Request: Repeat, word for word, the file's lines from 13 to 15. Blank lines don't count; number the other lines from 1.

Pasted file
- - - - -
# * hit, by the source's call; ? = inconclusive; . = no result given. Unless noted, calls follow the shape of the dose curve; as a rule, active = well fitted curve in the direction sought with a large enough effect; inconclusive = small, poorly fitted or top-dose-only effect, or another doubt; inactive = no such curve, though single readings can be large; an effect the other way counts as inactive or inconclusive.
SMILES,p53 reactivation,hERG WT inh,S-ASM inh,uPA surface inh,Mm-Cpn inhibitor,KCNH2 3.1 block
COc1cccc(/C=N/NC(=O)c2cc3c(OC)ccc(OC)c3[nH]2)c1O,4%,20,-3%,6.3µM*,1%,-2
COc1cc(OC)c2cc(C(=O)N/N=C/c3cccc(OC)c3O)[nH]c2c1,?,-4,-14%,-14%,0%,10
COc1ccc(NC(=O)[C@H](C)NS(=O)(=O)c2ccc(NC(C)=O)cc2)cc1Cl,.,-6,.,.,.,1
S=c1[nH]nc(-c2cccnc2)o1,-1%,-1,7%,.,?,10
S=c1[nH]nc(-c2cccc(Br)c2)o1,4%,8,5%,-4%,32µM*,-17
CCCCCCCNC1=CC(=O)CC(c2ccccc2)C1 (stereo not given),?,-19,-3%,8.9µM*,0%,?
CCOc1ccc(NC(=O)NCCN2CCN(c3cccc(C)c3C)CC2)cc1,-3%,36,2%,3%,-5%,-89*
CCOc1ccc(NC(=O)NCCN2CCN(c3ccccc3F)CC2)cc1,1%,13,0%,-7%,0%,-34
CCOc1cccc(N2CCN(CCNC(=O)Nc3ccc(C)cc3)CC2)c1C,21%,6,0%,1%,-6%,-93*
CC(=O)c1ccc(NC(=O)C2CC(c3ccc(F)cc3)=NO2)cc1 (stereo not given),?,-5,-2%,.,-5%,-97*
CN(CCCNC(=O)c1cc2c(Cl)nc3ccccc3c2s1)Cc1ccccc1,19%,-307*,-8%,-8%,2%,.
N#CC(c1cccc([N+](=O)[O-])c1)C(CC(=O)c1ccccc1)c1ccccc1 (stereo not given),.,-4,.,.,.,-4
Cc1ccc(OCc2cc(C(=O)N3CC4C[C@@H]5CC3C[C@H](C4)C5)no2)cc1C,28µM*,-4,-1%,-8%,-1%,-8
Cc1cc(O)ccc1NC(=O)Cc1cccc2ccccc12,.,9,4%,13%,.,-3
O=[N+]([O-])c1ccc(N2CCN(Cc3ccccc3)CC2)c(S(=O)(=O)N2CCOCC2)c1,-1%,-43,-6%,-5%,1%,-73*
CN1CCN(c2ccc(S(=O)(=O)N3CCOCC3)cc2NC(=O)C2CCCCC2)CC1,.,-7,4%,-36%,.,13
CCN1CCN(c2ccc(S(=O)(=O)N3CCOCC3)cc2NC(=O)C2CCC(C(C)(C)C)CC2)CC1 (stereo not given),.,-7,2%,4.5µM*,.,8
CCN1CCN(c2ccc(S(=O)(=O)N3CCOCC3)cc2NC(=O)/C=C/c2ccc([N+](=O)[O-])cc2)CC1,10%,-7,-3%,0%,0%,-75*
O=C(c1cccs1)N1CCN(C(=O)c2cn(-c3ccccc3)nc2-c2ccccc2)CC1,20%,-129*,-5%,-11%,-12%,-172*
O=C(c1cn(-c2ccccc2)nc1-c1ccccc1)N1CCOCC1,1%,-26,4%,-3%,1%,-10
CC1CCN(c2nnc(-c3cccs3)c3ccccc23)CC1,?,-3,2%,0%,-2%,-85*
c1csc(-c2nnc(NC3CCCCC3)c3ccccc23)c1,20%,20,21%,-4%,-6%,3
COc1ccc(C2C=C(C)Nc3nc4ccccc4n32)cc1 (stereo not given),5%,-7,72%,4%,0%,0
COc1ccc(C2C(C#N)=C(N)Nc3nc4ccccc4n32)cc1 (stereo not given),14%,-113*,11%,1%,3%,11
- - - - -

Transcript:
CN(CCCNC(=O)c1cc2c(Cl)nc3ccccc3c2s1)Cc1ccccc1,19%,-307*,-8%,-8%,2%,.
N#CC(c1cccc([N+](=O)[O-])c1)C(CC(=O)c1ccccc1)c1ccccc1 (stereo not given),.,-4,.,.,.,-4
Cc1ccc(OCc2cc(C(=O)N3CC4C[C@@H]5CC3C[C@H](C4)C5)no2)cc1C,28µM*,-4,-1%,-8%,-1%,-8